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More People, More Problems: 4 Ways to Future-Proof Our Cities

Urban Tree Canopies

A full quarter of the world’s forests are in cities and towns—very literally, in our own backyards. Trees are one of our most valuable natural defenses, cleaning our air and water and creating a higher quality of life. Science has demonstrated the benefits of natural solutions like reforestation—each year, for instance, Houston trees remove an estimated 779 tons of harmful ground-level ozone, a gas created from emissions from industrial facilities, electric utilities, vehicle exhaust and gasoline vapors. Trees also keep rivers healthy by absorbing toxins that pollute the water, and their root systems bind with soil to prevent erosion. Tracts of trees can help filter impurities like sediment, oil, grease and trash from our surface water and reduce stormwater runoff by absorbing rainwater, which ultimately replenishes groundwater supplies.

Building Environmental Leaders

Children in the U.S. are less connected to nature than ever—only 10 percent of kids polled by The Nature Conservancy reported spending time outside every day. That’s why initiatives like the Conservancy’s Leaders in Environmental Action for the Future program are vital. LEAF offers real world conservation work experiences to urban youth, creating formative experiences in nature and nurturing a sense of connection with the outdoors. Ninety-six percent of participants go directly to college after high school and nearly 80 percent call themselves environmentalists. A full 70 percent have reported changing the environmental behavior of others. Conservation needs these types of champions—young, proactive and fully engaged in creating a better future.

The connection between nature and cities is inextricable—it isn’t just nice to have, it’s essential. By protecting freshwater supplies, defending coastlines, maintaining a healthy tree cover and creating a new generation of environmental leaders, we can essentially future-proof our cities and ensure their continued prosperity.  Imagine a world with an abundance of shared natural resources in and around urban areas. Now imagine how exciting it would be to leave that world to our children.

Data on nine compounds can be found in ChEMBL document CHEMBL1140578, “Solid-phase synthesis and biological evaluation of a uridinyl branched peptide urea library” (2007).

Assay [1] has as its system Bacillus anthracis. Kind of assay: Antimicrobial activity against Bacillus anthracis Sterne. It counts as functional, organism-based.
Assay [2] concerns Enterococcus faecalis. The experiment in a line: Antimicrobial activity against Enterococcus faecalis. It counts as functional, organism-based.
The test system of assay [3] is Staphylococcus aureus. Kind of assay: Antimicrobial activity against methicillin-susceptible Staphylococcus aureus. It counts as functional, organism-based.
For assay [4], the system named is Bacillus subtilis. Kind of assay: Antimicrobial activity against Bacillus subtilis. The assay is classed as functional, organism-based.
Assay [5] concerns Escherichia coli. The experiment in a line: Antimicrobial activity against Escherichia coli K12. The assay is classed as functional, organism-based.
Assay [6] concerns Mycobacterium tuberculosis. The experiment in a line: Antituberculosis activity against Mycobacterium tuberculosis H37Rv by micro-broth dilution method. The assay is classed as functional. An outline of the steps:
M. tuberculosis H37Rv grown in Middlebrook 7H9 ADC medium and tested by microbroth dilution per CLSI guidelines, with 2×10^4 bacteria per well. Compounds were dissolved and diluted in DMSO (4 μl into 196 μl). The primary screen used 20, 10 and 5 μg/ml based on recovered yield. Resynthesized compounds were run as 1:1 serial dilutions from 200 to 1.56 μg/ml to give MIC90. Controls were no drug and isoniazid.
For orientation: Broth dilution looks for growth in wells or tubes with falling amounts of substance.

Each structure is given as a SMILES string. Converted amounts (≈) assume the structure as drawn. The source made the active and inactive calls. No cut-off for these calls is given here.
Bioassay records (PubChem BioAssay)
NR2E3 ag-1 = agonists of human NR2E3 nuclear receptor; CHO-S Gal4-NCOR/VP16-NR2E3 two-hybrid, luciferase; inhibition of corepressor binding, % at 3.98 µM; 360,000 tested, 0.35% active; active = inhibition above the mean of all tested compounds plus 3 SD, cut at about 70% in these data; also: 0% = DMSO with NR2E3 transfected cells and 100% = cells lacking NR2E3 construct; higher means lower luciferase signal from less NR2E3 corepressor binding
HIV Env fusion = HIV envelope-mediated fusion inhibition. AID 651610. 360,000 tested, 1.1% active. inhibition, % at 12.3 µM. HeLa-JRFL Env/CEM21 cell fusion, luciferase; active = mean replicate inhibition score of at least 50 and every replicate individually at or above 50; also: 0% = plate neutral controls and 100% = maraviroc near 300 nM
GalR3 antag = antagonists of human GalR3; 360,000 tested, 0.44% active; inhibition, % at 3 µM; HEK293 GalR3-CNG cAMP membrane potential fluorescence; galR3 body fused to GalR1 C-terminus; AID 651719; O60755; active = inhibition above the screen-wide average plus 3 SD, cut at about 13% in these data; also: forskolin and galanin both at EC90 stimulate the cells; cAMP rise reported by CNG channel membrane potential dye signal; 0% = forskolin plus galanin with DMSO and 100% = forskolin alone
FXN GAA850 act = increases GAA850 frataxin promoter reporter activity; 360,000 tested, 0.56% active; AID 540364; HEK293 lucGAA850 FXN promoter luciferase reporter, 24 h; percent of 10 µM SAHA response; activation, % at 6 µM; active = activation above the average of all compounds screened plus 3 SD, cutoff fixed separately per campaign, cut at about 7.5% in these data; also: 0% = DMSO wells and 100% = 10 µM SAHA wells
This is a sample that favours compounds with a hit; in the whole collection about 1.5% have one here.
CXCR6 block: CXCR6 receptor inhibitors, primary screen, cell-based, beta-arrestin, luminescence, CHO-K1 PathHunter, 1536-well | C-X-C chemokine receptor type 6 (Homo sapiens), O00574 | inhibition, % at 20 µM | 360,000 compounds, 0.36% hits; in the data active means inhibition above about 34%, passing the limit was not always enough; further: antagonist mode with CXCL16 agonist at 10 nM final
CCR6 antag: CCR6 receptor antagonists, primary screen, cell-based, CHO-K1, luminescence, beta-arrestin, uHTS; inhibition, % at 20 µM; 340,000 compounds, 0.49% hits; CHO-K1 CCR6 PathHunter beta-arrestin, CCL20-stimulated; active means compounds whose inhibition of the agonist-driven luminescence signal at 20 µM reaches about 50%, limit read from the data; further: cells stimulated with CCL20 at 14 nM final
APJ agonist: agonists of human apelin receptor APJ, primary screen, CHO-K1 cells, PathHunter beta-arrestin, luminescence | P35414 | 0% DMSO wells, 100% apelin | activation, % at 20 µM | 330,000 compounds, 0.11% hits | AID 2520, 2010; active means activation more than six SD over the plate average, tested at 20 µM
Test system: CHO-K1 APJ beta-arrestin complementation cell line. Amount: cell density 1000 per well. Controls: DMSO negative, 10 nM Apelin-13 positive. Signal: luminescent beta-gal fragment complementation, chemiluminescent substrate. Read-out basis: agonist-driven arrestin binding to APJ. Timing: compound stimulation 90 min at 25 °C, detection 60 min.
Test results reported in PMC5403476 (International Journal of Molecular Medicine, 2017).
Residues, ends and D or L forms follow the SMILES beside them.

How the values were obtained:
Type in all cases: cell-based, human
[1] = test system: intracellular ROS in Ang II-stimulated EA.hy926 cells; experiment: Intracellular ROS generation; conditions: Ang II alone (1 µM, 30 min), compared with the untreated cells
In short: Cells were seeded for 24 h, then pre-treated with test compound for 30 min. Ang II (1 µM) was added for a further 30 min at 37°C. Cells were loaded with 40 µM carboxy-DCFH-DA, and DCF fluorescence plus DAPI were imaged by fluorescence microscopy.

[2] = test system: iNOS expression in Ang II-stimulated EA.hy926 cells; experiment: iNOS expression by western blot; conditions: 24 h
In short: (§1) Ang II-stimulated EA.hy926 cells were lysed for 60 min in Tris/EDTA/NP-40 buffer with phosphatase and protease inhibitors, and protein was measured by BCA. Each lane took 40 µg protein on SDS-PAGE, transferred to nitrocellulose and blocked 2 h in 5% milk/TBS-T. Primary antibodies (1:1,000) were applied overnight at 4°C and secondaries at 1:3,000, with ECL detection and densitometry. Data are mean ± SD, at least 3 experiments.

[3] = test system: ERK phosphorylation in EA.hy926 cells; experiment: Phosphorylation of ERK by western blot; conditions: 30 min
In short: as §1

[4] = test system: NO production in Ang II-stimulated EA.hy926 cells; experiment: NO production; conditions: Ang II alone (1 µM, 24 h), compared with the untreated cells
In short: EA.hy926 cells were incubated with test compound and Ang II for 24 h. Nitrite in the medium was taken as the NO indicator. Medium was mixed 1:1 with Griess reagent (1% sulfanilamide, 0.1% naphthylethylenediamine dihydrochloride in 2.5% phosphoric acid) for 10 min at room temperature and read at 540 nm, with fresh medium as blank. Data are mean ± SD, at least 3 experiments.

Mark Tercek, CEO of The Nature Conservancy, is a former investment banker and author of the book ‘Nature’s Fortune.’ Laura J. Huffman leads the Conservancy’s Urban Strategies program and is state director of The Nature Conservancy in Texas.

main photo: Lower Central Park; © david_shankbone/flickr

 

Read more: Environment, Green, Nature, Nature & Wildlife

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11:25PM PDT on Aug 20, 2015

I’m trampled by your contents carry on the wonderful work. Hebraic

2:38AM PDT on Sep 19, 2013

Thanks.

4:28AM PDT on Sep 8, 2013

More trees and less concrete.

6:10AM PDT on Sep 7, 2013

Thank you

8:40AM PDT on Sep 1, 2013

thanks for sharing :)

10:03AM PDT on Aug 28, 2013

Thank you for the info!

12:54PM PDT on Aug 25, 2013

So important to restore and keep marshes, estuaries, oyster beds, nesting shores and mangroves.

4:29AM PDT on Aug 25, 2013

Thanks for the article.

2:55AM PDT on Aug 25, 2013

Thanks for sharing.

2:18AM PDT on Aug 25, 2013

Thanks for sharing.

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Disclaimer: The views expressed above are solely those of the author and may not reflect those of
Care2, Inc., its employees or advertisers.

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